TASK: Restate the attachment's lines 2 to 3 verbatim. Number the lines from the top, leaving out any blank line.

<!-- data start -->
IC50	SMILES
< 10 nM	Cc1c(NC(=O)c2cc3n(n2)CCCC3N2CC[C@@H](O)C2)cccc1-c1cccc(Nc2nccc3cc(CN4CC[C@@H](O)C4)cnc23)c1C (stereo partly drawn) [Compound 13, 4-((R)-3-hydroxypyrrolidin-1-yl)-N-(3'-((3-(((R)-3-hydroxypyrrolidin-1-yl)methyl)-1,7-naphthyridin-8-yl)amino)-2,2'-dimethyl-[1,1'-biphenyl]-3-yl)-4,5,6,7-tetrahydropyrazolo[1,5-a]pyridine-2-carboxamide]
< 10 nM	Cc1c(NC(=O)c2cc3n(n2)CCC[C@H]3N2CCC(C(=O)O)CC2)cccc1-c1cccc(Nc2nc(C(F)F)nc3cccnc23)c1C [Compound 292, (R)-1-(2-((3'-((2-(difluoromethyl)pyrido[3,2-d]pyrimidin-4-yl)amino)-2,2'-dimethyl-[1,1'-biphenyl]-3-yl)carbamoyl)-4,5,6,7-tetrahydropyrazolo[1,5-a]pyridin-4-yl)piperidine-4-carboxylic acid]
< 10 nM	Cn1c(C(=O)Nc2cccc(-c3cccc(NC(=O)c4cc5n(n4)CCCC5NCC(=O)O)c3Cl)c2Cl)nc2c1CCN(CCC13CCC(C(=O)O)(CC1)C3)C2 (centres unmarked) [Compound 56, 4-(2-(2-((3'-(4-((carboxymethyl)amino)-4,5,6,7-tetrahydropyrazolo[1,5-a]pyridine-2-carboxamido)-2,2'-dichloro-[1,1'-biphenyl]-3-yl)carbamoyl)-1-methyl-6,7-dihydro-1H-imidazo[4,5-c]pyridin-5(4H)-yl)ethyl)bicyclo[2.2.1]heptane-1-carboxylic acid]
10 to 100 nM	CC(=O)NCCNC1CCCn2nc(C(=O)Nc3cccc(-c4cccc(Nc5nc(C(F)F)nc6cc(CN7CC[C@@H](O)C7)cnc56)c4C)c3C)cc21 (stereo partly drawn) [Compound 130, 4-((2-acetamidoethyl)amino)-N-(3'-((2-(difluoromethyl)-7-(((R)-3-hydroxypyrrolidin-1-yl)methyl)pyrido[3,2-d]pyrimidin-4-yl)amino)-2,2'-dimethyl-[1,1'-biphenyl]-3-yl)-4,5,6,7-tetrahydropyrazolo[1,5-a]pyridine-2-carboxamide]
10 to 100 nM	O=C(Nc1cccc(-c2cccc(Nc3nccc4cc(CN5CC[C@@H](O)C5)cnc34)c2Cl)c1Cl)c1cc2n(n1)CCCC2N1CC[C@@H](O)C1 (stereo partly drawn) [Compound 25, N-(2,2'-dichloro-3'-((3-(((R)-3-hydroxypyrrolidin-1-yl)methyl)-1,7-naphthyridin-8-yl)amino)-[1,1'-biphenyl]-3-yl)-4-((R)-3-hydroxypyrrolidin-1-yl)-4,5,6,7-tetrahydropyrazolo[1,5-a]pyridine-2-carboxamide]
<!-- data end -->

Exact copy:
< 10 nM	Cc1c(NC(=O)c2cc3n(n2)CCCC3N2CC[C@@H](O)C2)cccc1-c1cccc(Nc2nccc3cc(CN4CC[C@@H](O)C4)cnc23)c1C (stereo partly drawn) [Compound 13, 4-((R)-3-hydroxypyrrolidin-1-yl)-N-(3'-((3-(((R)-3-hydroxypyrrolidin-1-yl)methyl)-1,7-naphthyridin-8-yl)amino)-2,2'-dimethyl-[1,1'-biphenyl]-3-yl)-4,5,6,7-tetrahydropyrazolo[1,5-a]pyridine-2-carboxamide]
< 10 nM	Cc1c(NC(=O)c2cc3n(n2)CCC[C@H]3N2CCC(C(=O)O)CC2)cccc1-c1cccc(Nc2nc(C(F)F)nc3cccnc23)c1C [Compound 292, (R)-1-(2-((3'-((2-(difluoromethyl)pyrido[3,2-d]pyrimidin-4-yl)amino)-2,2'-dimethyl-[1,1'-biphenyl]-3-yl)carbamoyl)-4,5,6,7-tetrahydropyrazolo[1,5-a]pyridin-4-yl)piperidine-4-carboxylic acid]